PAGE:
HUGO — Thanks to the generosity of a local resident, a dreaded stretch of road for snowmobilers will be safer this winter.

Richard Houde and his wife Marylou have lived in their home on 137th Street N. since 1976. The two have agreed to grant snowmobilers access to 880 feet of their front yard, the equivalent of 2 1/2  football fields.

“I have lived here a long time and seen a lot of mishaps, people getting stuck. It is a bad situation on this road; I see too many accidents. If you are not paying attention and you are stuck on a snowmobile on the side of the road and you have got your back to that car, you are liable not to be here,” Richard said. “We don’t use that area much over there, and I was thinking if we can get them off the road, avoid that high embankment and just go around through there, that would be okay with me.”

The Houdes’ property is located across from 137th Street Court N. and right before the curve where 137th Street turns into Homestead Avenue N. Hugo Snowmobile Club President John Udstuen said that the newly granted access is a big deal.

“For seven years we have been making small improvements to our snowmobile trail that follows the ditch on the south side. Every year we cut down some trees, we try to push the trail deeper in the ditch, but that corner has been a massive nightmare for us,” Udstuen explained. “It is virtually going to solve more than 90% of our problems. (That area) has been a seven-year thorn in my side. I am all about making things safer for snowmobiles, and I’ve never liked that area. We have gotten stuck with the groomer, snowmobilers get stuck all the time, so this is huge.”

Udstuen said the reason the area is so dangerous is a combination of the steep incline in the ditch and the overgrown trees and brush that force snowmobilers to ride on the narrow road right before the blind corner.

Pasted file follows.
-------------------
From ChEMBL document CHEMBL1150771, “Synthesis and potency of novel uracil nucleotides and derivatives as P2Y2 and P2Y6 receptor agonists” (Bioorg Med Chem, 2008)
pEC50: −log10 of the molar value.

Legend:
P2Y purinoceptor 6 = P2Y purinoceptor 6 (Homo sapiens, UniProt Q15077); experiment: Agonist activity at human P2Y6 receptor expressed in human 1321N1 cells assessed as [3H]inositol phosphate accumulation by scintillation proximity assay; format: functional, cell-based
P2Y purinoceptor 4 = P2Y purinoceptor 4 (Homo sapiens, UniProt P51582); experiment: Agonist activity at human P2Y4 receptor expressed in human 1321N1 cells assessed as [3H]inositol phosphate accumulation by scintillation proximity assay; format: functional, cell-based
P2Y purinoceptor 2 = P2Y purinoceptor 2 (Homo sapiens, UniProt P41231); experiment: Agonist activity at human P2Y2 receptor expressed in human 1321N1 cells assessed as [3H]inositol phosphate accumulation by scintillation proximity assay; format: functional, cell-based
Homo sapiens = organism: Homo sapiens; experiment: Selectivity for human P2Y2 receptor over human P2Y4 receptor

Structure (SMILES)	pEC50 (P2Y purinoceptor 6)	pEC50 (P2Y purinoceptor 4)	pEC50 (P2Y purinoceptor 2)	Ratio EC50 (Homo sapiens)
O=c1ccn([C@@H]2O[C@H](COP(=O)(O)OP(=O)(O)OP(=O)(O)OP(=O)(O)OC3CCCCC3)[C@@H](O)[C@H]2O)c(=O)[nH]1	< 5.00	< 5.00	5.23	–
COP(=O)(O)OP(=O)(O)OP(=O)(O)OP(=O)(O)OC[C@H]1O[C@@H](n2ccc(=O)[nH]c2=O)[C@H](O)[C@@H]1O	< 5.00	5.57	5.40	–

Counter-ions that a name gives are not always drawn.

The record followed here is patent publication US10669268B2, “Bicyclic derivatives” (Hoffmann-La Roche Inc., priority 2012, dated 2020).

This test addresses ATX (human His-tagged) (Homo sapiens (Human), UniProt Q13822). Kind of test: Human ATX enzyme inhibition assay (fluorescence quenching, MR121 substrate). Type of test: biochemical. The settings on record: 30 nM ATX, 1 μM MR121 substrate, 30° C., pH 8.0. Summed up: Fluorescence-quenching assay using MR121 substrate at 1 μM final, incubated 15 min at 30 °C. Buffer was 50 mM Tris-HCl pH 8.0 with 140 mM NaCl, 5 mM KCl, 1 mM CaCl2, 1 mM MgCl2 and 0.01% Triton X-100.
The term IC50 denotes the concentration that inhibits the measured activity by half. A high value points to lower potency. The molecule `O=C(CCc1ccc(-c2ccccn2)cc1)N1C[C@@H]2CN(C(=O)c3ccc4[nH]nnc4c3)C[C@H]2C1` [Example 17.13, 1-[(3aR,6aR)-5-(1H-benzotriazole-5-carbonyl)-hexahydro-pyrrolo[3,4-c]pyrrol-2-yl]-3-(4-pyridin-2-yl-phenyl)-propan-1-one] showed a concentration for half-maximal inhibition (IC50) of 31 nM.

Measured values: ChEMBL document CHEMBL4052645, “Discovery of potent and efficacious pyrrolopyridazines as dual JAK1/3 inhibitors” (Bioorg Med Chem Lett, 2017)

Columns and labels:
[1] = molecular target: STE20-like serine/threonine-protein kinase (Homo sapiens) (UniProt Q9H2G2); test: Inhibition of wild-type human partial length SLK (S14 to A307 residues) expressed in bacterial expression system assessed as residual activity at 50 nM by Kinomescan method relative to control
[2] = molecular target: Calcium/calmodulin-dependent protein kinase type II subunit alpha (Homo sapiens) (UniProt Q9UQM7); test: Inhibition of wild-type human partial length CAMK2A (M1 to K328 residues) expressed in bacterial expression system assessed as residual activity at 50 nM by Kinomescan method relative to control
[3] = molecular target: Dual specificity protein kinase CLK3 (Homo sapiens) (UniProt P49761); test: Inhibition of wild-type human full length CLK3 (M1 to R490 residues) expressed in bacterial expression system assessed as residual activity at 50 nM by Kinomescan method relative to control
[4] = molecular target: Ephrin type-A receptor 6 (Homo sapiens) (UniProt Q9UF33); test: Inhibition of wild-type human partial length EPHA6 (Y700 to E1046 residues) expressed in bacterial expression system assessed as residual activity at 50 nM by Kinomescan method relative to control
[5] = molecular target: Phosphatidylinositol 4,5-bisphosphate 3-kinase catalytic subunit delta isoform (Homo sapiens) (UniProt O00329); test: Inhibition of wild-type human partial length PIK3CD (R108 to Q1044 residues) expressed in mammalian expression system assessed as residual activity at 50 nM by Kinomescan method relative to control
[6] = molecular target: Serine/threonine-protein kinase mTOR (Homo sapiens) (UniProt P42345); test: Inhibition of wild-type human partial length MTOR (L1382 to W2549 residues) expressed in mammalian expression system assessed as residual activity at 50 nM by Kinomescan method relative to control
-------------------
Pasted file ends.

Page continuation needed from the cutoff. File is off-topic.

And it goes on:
Around 15 members of the snowmobile club spent Nov. 2 cutting through a forest of brush and trees on Richard’s property to create a beautiful trail that snowmobilers will be able to use this winter. Richard said he is also okay with hikers utilizing the trail in the warmer months.

“Mr. Humble” is the nickname Udstuen has given to Richard. “You don’t meet a lot of people like him,” Udstuen said. “These homeowners are going above and beyond the call of duty. We go through farm fields all the time. I have got 11 different people in Hugo that I have permission slips for (granting snowmobilers access), but most of those are farm fields.”

Although Richard is not a snowmobiler himself, he said both of his sons enjoy riding and he enjoys watching the snowmobiles go by in the winter — that is, when they don’t get stuck.

To commemorate Richard’s generosity, Udstuen said a couple of signs will be installed along the trail recognizing him for the access. Richard’s response was, “They are not going to have my name on it.” 

Editor Shannon Granholm can be reached at 651-407-1227 or

(0) comments

Welcome to the discussion.

Keep it Clean. Please avoid obscene, vulgar, lewd, racist or sexually-oriented language.
PLEASE TURN OFF YOUR CAPS LOCK.
Don't Threaten. Threats of harming another person will not be tolerated.
Be Truthful. Don't knowingly lie about anyone or anything.
Be Nice. No racism, sexism or any sort of -ism that is degrading to another person.
Be Proactive. Use the 'Report' link on each comment to let us know of abusive posts.
Share with Us. We'd love to hear eyewitness accounts, the history behind an article.